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  #1  
Old 11-08-2005, 01:48 PM
Mindy Miller Mindy Miller is offline
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Default House Training, Number 2 HELP!

We're having trouble getting 8 month old Cassie (Lhasa) to poop outside. No problems with the pee. She doesn't have an accident unless she's excited or thinks she's in trouble. She will do it outside in the morning and that's it. Doesn't matter how many times we catch her in the act and scold her. I know the times of the day she needs to go and I take her out and she won't go. I walk her and she'll go a little and finish when we get home. She always goes in the basement in the same room. The carpet gets cleaned with an enzymatic cleaner. So we decided to keep her out of there, but she just found a new spot. I think she doens't like the grass to touch her hiney, but with as short as she is, we'd have to get rid of all the grass in our yard to prevent it!

I used the crate training method to begin with and successfully taught her to pee outside. We've tried keeping her on her leash all the time and she just holds it until I turn my back. What next???
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Old 11-08-2005, 03:43 PM
rocco&quiras mama rocco&quiras mama is offline
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Do you take her for long walks ?
If you dont go back inside untill she has done her thing, problem solved.

throw her a little party every time she "goes" outside.. a treat, hugs and kisses, praise, throwing a ball/stick.. you get the pic.

good luck
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Old 11-08-2005, 05:15 PM
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Chithedobe Chithedobe is offline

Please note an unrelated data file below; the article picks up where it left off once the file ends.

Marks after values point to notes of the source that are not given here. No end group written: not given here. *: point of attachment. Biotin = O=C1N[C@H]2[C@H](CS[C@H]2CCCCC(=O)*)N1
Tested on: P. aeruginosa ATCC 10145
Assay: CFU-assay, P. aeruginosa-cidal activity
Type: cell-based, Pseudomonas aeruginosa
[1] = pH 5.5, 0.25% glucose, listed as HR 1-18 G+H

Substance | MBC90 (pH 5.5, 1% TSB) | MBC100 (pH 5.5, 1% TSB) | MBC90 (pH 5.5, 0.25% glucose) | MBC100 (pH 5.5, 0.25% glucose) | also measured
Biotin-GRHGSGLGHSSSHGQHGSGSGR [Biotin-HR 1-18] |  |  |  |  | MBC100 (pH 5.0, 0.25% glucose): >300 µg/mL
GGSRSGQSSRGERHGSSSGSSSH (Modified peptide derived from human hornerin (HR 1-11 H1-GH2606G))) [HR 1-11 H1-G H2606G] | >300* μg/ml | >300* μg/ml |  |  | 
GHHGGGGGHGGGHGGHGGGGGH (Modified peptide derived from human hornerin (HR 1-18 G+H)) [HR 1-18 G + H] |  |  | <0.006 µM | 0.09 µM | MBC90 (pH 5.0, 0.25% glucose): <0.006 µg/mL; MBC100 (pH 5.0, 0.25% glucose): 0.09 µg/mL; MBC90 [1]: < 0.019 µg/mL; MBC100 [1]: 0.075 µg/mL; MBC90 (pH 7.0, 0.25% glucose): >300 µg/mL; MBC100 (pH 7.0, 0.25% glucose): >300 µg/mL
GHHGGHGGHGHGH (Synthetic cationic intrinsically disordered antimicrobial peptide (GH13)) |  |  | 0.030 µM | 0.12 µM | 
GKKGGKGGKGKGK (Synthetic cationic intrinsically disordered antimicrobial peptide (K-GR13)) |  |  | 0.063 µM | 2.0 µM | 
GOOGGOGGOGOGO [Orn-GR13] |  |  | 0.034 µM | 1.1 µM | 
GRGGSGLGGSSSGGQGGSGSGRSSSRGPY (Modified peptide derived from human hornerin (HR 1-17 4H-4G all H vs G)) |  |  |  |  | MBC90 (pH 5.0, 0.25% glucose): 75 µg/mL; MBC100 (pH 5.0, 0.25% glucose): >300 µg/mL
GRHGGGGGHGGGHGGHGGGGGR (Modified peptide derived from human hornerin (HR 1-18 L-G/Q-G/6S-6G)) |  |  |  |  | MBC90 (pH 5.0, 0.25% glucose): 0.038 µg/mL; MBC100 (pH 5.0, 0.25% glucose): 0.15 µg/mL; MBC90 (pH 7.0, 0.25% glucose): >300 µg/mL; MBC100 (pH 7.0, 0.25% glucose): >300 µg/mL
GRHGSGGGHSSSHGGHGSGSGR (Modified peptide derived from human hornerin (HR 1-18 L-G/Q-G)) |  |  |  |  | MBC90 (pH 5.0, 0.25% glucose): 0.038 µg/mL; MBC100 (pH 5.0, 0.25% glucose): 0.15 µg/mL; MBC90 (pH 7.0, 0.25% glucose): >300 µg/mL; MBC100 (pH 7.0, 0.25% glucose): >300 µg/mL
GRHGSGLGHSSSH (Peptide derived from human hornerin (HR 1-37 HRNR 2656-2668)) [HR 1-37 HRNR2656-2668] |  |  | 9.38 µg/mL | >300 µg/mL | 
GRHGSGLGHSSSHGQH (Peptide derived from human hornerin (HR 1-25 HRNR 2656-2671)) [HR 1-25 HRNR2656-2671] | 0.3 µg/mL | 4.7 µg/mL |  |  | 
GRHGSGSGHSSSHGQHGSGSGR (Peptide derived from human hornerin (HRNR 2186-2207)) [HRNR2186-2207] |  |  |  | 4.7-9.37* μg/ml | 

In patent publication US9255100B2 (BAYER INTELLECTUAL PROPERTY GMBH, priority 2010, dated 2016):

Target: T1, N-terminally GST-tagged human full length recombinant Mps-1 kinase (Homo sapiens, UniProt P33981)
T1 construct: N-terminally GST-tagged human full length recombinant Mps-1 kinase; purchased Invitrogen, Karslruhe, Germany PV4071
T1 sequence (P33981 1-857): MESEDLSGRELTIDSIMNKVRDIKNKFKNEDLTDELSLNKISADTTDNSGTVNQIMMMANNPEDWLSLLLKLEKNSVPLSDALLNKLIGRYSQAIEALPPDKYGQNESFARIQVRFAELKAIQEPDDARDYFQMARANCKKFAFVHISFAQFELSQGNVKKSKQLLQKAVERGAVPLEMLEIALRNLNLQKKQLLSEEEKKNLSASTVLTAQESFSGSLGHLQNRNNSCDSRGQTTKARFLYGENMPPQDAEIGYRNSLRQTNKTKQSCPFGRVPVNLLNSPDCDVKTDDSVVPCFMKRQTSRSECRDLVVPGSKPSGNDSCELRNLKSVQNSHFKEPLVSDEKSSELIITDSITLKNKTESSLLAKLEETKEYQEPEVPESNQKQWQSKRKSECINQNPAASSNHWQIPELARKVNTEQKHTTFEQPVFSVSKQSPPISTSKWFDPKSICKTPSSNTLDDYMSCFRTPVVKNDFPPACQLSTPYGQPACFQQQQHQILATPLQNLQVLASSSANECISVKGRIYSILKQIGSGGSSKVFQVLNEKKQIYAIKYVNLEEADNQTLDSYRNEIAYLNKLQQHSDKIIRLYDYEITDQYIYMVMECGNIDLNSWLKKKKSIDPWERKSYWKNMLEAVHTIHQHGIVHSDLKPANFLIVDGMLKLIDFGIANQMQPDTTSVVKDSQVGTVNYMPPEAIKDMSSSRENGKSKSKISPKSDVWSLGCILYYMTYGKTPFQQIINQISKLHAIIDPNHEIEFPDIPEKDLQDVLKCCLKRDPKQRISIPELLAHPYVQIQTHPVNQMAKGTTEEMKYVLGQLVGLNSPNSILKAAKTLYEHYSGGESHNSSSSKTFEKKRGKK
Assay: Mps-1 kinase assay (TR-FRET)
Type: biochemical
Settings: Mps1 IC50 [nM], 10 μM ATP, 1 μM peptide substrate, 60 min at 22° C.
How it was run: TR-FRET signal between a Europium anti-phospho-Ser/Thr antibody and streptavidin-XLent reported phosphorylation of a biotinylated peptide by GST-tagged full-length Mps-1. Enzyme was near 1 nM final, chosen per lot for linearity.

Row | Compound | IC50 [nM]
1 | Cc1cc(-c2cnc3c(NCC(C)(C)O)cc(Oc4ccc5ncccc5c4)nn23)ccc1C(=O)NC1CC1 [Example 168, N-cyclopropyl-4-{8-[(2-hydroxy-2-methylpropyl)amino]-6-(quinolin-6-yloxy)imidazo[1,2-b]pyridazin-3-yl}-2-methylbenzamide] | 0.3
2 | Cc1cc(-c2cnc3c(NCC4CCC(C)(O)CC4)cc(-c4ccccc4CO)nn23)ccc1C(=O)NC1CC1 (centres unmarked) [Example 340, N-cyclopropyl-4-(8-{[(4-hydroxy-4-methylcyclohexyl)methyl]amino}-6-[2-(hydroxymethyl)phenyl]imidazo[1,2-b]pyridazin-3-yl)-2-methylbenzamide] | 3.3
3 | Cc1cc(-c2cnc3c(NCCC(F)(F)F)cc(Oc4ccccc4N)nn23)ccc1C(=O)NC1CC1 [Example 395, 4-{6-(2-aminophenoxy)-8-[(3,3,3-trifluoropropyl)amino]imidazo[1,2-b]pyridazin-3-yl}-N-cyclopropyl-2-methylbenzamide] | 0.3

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Keep her on the leash a little longer is my suggestion. I'd say if you can get her out just even a couple times for that afternoon/evening poo, you'll be good to go. I can understand that even getting to that couple times is frustrating though :-)
You said you keep her on the leash but she holds it until you turn your back. Don't turn your back. If you can't have both eyes on her, then put her in her crate, take her out give her 5 min or so to poo, if she doesn't then back to her kennel. Repeat as often as it takes until she poos where she's supposed to. Good luck :-)
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Old 11-08-2005, 05:27 PM
rocco&quiras mama rocco&quiras mama is offline
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I dont understand why you ppl think crating is the only way to fix a problem.

All she has to do is catch the dog in time, pick the dog up and take it outside, like you do with puppies.

It***180;s not very hard to spot the signs.. sniffing, turning around to find the perfect position.. study the dog and you***180;ll soon be able to tell when it***180;s time.

this dog is way too old to not be house broken. spend a few days working hard on catching her in time ( take her out even if it***180;s to late)
and i***180;m sure it wont be long.
This will only work if you are at home with her, if you work or you are out of the house alot then it***180;s gonna be hard to do anything about it since you cant be consistent.
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Old 11-08-2005, 05:36 PM
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Mordy Mordy is offline
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Quote:
Originally Posted by Mindy Miller
Doesn't matter how many times we catch her in the act and scold her.
don't scold the dog. it will only make things worse and doesn't do anything to fix the problem. everything this has taught her is to do it when you don't look so she doesn't get scolded.

does this dog have a firm eating schedule, i.e. do you feed her at certain times and then takeher out at certain times, or do you free feed?
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Old 11-08-2005, 06:04 PM
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Quote:
Originally Posted by rocco&quiras mama
I dont understand why you ppl think crating is the only way to fix a problem.